(About a 3 minute read)
The next time someone gives you directions, take a moment to notice how you feel about them both before and after you have taken them and discovered for yourself they got you where you wanted to go.
Did your feelings change a little bit? My own feelings change. Not much, but still perceptibly change. Near as I can figure, that’s the difference between my believing that something is true and my accepting that something is true. It’s the difference between my conscious mind believing something, and my whole mind — including my subconscious — believing something is true.
I have a friend who is in the habit of saying, “I believe you, Paul”. I have known him for at least a decade, and I have yet to see evidence he has believed me even once about anything!
It seems to be a truth of human nature that only a child can hear something and swallow it whole without reason, thought, or evidence. Only a child or perhaps a willfully stupid adult.
In both cases, you are dealing with a childish respect for authority. Most of us grow out of a childish respect for authority over the course of our adolescence and young adulthood as our brains become fully wired. I think it is significant in this regard that the last part of our brains to become fully developed are our powers of foresight. Foresight seems to play a significant role in genuine skeptical thinking — as opposed to mere denialism.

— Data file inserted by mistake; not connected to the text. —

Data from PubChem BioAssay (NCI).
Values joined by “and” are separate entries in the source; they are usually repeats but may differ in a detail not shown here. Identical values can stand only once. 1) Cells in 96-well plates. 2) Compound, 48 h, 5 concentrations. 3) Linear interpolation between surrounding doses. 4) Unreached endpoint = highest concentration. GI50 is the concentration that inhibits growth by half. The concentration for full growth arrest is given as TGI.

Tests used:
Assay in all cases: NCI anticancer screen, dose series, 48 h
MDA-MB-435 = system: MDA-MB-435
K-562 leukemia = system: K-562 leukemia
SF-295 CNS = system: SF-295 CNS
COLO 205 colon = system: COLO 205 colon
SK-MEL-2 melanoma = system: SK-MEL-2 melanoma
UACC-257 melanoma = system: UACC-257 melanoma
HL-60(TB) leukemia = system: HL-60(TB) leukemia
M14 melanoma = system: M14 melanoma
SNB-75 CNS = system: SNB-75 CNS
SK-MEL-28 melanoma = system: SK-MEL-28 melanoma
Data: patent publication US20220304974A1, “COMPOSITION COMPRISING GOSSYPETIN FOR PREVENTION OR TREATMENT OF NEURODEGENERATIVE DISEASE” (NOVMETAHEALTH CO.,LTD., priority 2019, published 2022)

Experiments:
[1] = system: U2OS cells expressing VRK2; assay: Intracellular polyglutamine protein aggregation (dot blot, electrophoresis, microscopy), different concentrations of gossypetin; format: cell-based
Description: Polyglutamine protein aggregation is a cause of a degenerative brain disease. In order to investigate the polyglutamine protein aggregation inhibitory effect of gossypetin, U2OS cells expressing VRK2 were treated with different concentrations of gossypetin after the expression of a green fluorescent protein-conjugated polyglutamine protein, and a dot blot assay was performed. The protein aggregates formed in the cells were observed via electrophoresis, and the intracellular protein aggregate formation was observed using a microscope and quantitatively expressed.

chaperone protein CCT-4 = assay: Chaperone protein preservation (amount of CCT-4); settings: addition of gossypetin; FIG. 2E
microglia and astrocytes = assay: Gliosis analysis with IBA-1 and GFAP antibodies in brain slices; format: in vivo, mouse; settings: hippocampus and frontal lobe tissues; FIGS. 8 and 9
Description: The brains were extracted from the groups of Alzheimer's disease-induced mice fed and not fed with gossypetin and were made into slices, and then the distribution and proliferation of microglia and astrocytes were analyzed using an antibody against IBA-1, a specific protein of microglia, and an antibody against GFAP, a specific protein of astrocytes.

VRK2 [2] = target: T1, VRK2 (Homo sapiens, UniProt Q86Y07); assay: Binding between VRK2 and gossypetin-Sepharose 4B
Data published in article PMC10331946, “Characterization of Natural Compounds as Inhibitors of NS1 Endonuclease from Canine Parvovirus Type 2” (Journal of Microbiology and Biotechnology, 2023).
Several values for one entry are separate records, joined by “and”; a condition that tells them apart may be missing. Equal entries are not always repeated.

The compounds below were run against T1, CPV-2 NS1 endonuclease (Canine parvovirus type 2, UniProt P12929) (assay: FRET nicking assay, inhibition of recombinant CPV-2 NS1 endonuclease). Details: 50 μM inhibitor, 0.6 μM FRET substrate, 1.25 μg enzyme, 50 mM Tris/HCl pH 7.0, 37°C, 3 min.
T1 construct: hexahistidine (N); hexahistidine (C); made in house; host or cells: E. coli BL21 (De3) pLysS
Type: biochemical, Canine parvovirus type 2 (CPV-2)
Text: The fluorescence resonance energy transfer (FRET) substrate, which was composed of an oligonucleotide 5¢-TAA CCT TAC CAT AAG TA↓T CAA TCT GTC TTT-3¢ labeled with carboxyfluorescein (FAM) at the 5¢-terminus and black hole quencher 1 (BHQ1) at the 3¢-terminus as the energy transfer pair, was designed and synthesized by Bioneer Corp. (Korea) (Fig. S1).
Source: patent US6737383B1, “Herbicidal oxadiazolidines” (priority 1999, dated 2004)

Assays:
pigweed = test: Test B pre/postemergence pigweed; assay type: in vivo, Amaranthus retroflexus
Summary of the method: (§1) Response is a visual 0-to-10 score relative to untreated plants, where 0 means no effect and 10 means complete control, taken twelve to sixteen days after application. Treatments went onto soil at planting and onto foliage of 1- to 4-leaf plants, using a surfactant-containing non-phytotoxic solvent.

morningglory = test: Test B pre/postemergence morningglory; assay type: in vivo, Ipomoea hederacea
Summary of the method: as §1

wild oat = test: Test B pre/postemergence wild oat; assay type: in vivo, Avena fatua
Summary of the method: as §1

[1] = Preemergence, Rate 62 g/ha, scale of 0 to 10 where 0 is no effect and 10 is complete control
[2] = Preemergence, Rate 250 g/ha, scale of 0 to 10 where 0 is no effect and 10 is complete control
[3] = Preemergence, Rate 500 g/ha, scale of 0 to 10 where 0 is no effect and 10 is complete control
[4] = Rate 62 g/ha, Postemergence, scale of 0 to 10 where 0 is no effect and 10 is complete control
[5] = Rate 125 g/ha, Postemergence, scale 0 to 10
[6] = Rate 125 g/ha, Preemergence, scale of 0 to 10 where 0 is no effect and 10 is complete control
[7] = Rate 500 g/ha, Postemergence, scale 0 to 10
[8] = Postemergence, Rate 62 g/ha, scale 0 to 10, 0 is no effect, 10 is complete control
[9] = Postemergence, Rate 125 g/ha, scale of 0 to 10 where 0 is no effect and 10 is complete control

(Blessed are the willfully stupid for they are beloved of politicians, pundits, preachers, and con artists — and the way things are going, it looks like they will inherit the earth. The internet is allowing them to live in their information bubbles where they seldom encounter a truly dissenting opinion. The willfully stupid are like mushrooms. They thrive in the dark and in BS.)
To the extent someone is — intellectually speaking — an adult, they are incapable of believing something on all levels of their mind without reason, thought, or evidence. They are no more capable of believing without reason, thought, or evidence than they are capable of convincing themselves they have hiked up Barr Trail to the summit of Tava Mountain merely by running their finger along a map of the Trail.
A truth we do not in some way or another discover for ourselves is true, is a truth that in some way or another remains uncertain to us.